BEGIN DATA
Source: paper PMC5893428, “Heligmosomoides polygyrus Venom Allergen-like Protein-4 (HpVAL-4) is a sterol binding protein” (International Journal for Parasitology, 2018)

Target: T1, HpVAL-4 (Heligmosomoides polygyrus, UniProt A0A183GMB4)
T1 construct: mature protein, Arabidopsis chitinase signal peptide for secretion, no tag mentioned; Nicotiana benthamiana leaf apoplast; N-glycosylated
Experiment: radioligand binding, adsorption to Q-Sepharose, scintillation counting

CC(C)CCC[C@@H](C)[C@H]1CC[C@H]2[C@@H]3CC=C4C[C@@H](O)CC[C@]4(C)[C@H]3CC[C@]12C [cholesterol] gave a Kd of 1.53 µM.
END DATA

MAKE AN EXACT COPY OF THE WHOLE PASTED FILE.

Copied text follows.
Source: paper PMC5893428, “Heligmosomoides polygyrus Venom Allergen-like Protein-4 (HpVAL-4) is a sterol binding protein” (International Journal for Parasitology, 2018)

Target: T1, HpVAL-4 (Heligmosomoides polygyrus, UniProt A0A183GMB4)
T1 construct: mature protein, Arabidopsis chitinase signal peptide for secretion, no tag mentioned; Nicotiana benthamiana leaf apoplast; N-glycosylated
Experiment: radioligand binding, adsorption to Q-Sepharose, scintillation counting

CC(C)CCC[C@@H](C)[C@H]1CC[C@H]2[C@@H]3CC=C4C[C@@H](O)CC[C@]4(C)[C@H]3CC[C@]12C [cholesterol] gave a Kd of 1.53 µM.